If I were to describe my home in one word, it would be “eclectic”. It’s a melting pot of antique furniture, sitting alongside some modern items, and a fair share of homemade and up‐cycled pieces, with a big helping of vintage. It doesn’t take itself too seriously or try to follow trends. Instead, we’ve tried to create a home, which is tasteful and not too precious, not least since it has to survive 2 young children and the pets!
My style originally came about as a result of not having much to spend on furniture and furnishings and a desire to create a home that was individual and quirky. So most of the items were second hand or from ‘junk’ shops ‐ even pulled out of skips. On one occasion I pulled a perfectly good wooden kitchen chair out of a skip while on a night out, hid it in a bush, and collected it again on the way back home! And as a creative, and a compulsive crafter, there’s always an opportunity to adapt or improve in some way.
As a ‘project’ house, the renovation has provided us ample opportunity to make it unique, represent our own personal style and add to its character. I thought it might be worth giving some of my favourites a mention:
The unwanted Edwardian stained glass window above the bathroom door
Having spotted it left out for the dustmen by her neighbour, my mum suggested I go have a look and with the neighbour’s permission, I had it restored, creating a feature that brought the old and the new sides of the house together. The utility rooms beautiful original quarry tiled floor I really didn’t want to lose this when we knocked through the dining room so I lifted and cleaned the tiles and had them re‐laid in the utility room. It was painstaking work but saved us the cost of new tiles and reused an original part of the house that might have ended up in the skip!
The 1950’s aluminium kitchen sink unit fit for a chef
This really completed the rustic industrial look, as requested by my husband Rob who’s a chef. We couldn’t resist it, paying only £100 on an auction site. It’s incredibly practical with the double drainer and guests always comment on it. Definitely worth the hours of polishing and restoring it took us!
The luxury cast iron Victorian roll top bath
Purchased from a chap who was renovating an old house nearby. It has the most beautiful seashell and ball and claw feet. My dad worked hard to strip it back, treat the rust and repaint it for us. We then had it re‐surfaced and now we have a beautiful original cast iron roll top for a fraction of the price a new one.
The dresser that maybe I should have checked the sizes on!
An impulse auction site purchase. When it was delivered I realised that probably the reason no one else had bid because it was so big! Fortunately we were lucky enough to be able to design the kitchen around it, making it not only a great feature but valuable storage!
Reclaiming and restoring has been at the heart of renovating our home; floorboards became worktops, reclaimed parquet floor got a new lease of lease of life in our hallway, doors were sourced and stripped and the glass replaced, right after I taught myself to glaze. Nearly all our furniture is second hand. I take great satisfaction from making a tired item beautiful again. But I will admit, we do have our fair share of wobbly furniture.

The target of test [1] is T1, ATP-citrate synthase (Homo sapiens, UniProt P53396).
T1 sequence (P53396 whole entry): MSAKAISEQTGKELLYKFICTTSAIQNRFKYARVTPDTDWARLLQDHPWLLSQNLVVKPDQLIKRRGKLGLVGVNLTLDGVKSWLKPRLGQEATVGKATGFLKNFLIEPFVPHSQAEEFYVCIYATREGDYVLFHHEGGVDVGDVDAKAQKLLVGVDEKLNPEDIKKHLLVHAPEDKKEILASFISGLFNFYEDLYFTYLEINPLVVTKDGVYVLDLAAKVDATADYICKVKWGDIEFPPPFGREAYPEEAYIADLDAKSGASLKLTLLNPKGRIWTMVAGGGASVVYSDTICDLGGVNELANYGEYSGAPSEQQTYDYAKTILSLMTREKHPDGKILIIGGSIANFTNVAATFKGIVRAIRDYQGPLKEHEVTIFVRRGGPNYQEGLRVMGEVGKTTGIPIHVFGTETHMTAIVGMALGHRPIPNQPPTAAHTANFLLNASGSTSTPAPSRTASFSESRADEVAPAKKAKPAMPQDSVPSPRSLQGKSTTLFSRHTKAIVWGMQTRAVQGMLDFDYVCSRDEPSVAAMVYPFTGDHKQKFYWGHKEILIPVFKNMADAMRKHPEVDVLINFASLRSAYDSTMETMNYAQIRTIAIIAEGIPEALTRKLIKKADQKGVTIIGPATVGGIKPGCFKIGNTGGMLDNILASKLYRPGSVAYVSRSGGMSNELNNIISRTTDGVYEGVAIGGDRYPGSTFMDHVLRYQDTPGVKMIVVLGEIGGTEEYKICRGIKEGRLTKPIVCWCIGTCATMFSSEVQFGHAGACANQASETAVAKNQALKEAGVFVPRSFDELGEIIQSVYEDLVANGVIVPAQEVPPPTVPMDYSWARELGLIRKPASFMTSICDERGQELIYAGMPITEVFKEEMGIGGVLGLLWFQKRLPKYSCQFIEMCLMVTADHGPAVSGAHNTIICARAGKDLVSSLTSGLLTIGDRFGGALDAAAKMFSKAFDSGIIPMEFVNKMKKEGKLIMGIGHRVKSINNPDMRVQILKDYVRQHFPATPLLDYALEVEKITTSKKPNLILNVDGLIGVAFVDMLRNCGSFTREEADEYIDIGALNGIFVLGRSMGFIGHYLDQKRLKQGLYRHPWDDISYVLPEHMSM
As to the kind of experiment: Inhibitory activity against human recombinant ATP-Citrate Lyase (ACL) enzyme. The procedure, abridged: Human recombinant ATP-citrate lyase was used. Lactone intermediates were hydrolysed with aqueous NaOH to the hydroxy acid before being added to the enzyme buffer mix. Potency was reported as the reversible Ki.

With a little imagination and ingenuity, old becomes new. And there are a number of environmental benefits in restoring and repurposing. In an increasingly disposable society, it’s been important to me that I’m doing what I can to reduce my family’s carbon footprint ‐ something I can be almost obsessive over, as my husband will tell you! Vintage pieces contribute to better sustainability and don’t expose you to the chemicals often involved in modern furniture‐making (although be aware about flame retardancy if you are buying second‐hand soft furnishings).
Having the skills to make or restore items myself has contributed hugely to the scope of possibilities to make things for the home. I learn a lot of skills from watching videos online or by buying a book on the subject. A few years ago I did an upholstery course, which taught me the basic skills I needed to start reupholstering items myself.
So a few tips for sourcing unique quirky pieces for your home:
‐ Always keep your eyes open, you never know when you might come across something being thrown out or unwanted that would make a cool addition to your home
‐ Try to picture the potential of a piece. What could it become if it were painted, cleaned up, recovered, decoupage’d, had the legs cut off, had legs stuck on… the possibilities are endless.
‐ Don’t head straight to high street shops ‐ check out jumble sales, boot fairs, local re‐sale sites such as Preloved.
‐ Avoid buying cheap, poor quality items ‐ you’ll undoubtedly be able to find something similar second‐hand and it will probably last you longer.
If you take one thing away from this blog I hope it’s that you’re inspired to have a go at upcycling something or even just choosing a second‐hand item that you might not otherwise have considered, making it your own and incorporating it into your home. In the meantime, I’ll be cracking on with my current projects!